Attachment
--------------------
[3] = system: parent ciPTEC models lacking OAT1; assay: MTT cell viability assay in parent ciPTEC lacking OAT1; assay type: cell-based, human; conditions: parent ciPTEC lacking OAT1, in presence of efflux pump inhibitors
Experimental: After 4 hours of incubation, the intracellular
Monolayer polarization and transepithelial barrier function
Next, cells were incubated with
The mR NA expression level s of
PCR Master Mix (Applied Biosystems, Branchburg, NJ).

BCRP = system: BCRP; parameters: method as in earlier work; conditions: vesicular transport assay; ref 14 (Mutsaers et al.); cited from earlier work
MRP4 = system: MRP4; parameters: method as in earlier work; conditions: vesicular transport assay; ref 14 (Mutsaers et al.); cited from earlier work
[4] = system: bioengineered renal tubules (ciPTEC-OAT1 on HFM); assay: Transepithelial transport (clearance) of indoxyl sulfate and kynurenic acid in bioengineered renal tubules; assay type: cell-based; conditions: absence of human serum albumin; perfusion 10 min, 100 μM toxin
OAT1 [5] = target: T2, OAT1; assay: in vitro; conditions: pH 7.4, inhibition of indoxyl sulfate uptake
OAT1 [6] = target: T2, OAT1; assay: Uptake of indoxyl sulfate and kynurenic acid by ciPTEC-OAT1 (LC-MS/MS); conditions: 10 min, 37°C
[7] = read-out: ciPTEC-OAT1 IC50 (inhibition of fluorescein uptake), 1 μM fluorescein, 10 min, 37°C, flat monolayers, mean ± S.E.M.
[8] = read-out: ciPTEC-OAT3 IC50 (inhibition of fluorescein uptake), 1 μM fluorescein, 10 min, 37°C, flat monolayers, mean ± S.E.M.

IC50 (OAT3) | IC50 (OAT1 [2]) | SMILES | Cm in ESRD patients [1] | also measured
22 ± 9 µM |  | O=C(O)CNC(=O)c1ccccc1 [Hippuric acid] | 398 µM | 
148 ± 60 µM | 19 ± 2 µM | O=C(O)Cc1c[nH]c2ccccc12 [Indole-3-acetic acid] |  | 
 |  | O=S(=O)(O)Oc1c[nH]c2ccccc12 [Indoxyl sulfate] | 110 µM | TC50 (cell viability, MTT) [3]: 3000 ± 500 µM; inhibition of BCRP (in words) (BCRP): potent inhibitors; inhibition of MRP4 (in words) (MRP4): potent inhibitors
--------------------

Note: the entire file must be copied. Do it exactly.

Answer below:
[3] = system: parent ciPTEC models lacking OAT1; assay: MTT cell viability assay in parent ciPTEC lacking OAT1; assay type: cell-based, human; conditions: parent ciPTEC lacking OAT1, in presence of efflux pump inhibitors
Experimental: After 4 hours of incubation, the intracellular
Monolayer polarization and transepithelial barrier function
Next, cells were incubated with
The mR NA expression level s of
PCR Master Mix (Applied Biosystems, Branchburg, NJ).

BCRP = system: BCRP; parameters: method as in earlier work; conditions: vesicular transport assay; ref 14 (Mutsaers et al.); cited from earlier work
MRP4 = system: MRP4; parameters: method as in earlier work; conditions: vesicular transport assay; ref 14 (Mutsaers et al.); cited from earlier work
[4] = system: bioengineered renal tubules (ciPTEC-OAT1 on HFM); assay: Transepithelial transport (clearance) of indoxyl sulfate and kynurenic acid in bioengineered renal tubules; assay type: cell-based; conditions: absence of human serum albumin; perfusion 10 min, 100 μM toxin
OAT1 [5] = target: T2, OAT1; assay: in vitro; conditions: pH 7.4, inhibition of indoxyl sulfate uptake
OAT1 [6] = target: T2, OAT1; assay: Uptake of indoxyl sulfate and kynurenic acid by ciPTEC-OAT1 (LC-MS/MS); conditions: 10 min, 37°C
[7] = read-out: ciPTEC-OAT1 IC50 (inhibition of fluorescein uptake), 1 μM fluorescein, 10 min, 37°C, flat monolayers, mean ± S.E.M.
[8] = read-out: ciPTEC-OAT3 IC50 (inhibition of fluorescein uptake), 1 μM fluorescein, 10 min, 37°C, flat monolayers, mean ± S.E.M.

IC50 (OAT3) | IC50 (OAT1 [2]) | SMILES | Cm in ESRD patients [1] | also measured
22 ± 9 µM |  | O=C(O)CNC(=O)c1ccccc1 [Hippuric acid] | 398 µM | 
148 ± 60 µM | 19 ± 2 µM | O=C(O)Cc1c[nH]c2ccccc12 [Indole-3-acetic acid] |  | 
 |  | O=S(=O)(O)Oc1c[nH]c2ccccc12 [Indoxyl sulfate] | 110 µM | TC50 (cell viability, MTT) [3]: 3000 ± 500 µM; inhibition of BCRP (in words) (BCRP): potent inhibitors; inhibition of MRP4 (in words) (MRP4): potent inhibitors